'High Availability and Disaster Recovery' discusses the desired functionality and minimum requirements for a CSP in this area. The major cloud providers have all this in order in terms of features. Here, too, it is mainly a matter of properly arranging and overseeing the total landscape that CSPs offer. Making the right choices is often complex, but once the design is in place, the total 'resilience' is usually excellent.
Conclusions ECUC Position Paper
All in all, clearly the ECUC Position Paper mainly focuses on the relationship between FIs, like banks, with CSPs such as AWS and Azure. The topics described in the Position Paper and the way in which a CSP has a possible solution for an FI in every area is comprehensive, with a complex (technical) design as a result.
As digital partner to many FIs, at iO we believe it is essential to monitor and really understand developments, such as ECUC's Position Paper and legislation such as DORA. In that respect, it is comparable to a framework like PCI-DSS in the card payment industry. Because in the flexible space between the Financial Institutions, their own product teams, busy IT teams and the CSP, there is a lot of space to work for specialists like us. Work that is necessary for a project to land safely, reliably, but above all be fully 'compliant' on the Public Cloud.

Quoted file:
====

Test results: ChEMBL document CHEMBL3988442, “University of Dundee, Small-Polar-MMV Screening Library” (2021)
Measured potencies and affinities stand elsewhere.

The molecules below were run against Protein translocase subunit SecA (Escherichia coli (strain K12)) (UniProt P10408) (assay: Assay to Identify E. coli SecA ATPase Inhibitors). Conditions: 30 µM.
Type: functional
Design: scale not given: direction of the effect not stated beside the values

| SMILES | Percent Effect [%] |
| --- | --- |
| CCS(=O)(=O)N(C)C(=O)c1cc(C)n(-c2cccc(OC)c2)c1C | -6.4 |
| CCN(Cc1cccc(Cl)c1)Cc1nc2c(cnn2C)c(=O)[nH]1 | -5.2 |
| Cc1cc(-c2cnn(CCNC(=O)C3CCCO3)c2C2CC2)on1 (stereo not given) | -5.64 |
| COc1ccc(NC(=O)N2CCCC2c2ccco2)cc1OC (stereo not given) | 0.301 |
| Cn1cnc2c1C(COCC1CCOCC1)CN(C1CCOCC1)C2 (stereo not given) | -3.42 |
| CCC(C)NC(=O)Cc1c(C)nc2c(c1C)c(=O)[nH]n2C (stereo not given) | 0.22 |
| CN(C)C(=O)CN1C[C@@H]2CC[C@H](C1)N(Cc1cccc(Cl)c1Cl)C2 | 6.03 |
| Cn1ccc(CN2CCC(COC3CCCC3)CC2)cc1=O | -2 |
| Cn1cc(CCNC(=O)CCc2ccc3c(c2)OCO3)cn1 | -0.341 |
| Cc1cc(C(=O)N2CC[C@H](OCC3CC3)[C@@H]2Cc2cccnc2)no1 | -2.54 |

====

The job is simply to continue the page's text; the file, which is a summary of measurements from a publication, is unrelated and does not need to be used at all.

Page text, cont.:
We monitor all updates to the ECUC Position Paper, and other relevant communications and celebrate this incredible contribution to the future ironing out of the final issues before FIs can truly commit to being all-out cloud.
Friso GeerlingsChief Technology Officer - iO
At iO, Friso spends his day taking on only the most complex tech challenges for various high-profile (financial services) clients. All while getting the most out of iO’s tech teams and building connections between developers, users and systems. He regularly publishes articles of his own to further strengthen these bonds.